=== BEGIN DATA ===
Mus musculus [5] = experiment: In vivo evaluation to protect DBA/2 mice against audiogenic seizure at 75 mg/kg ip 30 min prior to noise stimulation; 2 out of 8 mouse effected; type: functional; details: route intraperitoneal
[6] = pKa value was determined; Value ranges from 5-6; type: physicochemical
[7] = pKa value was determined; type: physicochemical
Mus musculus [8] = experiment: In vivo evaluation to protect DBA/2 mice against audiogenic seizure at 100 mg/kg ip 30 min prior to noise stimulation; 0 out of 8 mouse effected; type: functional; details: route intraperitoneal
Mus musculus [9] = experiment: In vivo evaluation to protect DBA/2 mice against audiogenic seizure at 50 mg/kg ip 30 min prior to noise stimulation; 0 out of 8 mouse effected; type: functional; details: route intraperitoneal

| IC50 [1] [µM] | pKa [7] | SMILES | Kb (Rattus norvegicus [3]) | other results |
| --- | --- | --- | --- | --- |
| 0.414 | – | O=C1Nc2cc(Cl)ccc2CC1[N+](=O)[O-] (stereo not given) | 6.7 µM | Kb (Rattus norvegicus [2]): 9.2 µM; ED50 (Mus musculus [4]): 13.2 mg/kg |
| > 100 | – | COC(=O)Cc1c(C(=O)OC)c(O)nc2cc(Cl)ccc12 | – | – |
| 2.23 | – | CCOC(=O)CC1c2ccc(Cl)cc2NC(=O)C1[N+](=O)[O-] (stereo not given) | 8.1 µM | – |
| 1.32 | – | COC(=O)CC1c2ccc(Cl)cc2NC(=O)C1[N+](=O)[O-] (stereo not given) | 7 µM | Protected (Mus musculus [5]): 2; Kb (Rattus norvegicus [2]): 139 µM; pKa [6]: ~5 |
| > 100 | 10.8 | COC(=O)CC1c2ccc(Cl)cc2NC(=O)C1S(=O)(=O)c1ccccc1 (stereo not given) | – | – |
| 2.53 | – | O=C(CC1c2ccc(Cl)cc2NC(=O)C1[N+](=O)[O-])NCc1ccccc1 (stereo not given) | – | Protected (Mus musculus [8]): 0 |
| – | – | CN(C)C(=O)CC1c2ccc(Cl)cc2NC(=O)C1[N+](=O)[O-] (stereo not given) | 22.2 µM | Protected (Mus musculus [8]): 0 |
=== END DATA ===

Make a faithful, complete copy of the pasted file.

Mus musculus [5] = experiment: In vivo evaluation to protect DBA/2 mice against audiogenic seizure at 75 mg/kg ip 30 min prior to noise stimulation; 2 out of 8 mouse effected; type: functional; details: route intraperitoneal
[6] = pKa value was determined; Value ranges from 5-6; type: physicochemical
[7] = pKa value was determined; type: physicochemical
Mus musculus [8] = experiment: In vivo evaluation to protect DBA/2 mice against audiogenic seizure at 100 mg/kg ip 30 min prior to noise stimulation; 0 out of 8 mouse effected; type: functional; details: route intraperitoneal
Mus musculus [9] = experiment: In vivo evaluation to protect DBA/2 mice against audiogenic seizure at 50 mg/kg ip 30 min prior to noise stimulation; 0 out of 8 mouse effected; type: functional; details: route intraperitoneal

| IC50 [1] [µM] | pKa [7] | SMILES | Kb (Rattus norvegicus [3]) | other results |
| --- | --- | --- | --- | --- |
| 0.414 | – | O=C1Nc2cc(Cl)ccc2CC1[N+](=O)[O-] (stereo not given) | 6.7 µM | Kb (Rattus norvegicus [2]): 9.2 µM; ED50 (Mus musculus [4]): 13.2 mg/kg |
| > 100 | – | COC(=O)Cc1c(C(=O)OC)c(O)nc2cc(Cl)ccc12 | – | – |
| 2.23 | – | CCOC(=O)CC1c2ccc(Cl)cc2NC(=O)C1[N+](=O)[O-] (stereo not given) | 8.1 µM | – |
| 1.32 | – | COC(=O)CC1c2ccc(Cl)cc2NC(=O)C1[N+](=O)[O-] (stereo not given) | 7 µM | Protected (Mus musculus [5]): 2; Kb (Rattus norvegicus [2]): 139 µM; pKa [6]: ~5 |
| > 100 | 10.8 | COC(=O)CC1c2ccc(Cl)cc2NC(=O)C1S(=O)(=O)c1ccccc1 (stereo not given) | – | – |
| 2.53 | – | O=C(CC1c2ccc(Cl)cc2NC(=O)C1[N+](=O)[O-])NCc1ccccc1 (stereo not given) | – | Protected (Mus musculus [8]): 0 |
| – | – | CN(C)C(=O)CC1c2ccc(Cl)cc2NC(=O)C1[N+](=O)[O-] (stereo not given) | 22.2 µM | Protected (Mus musculus [8]): 0 |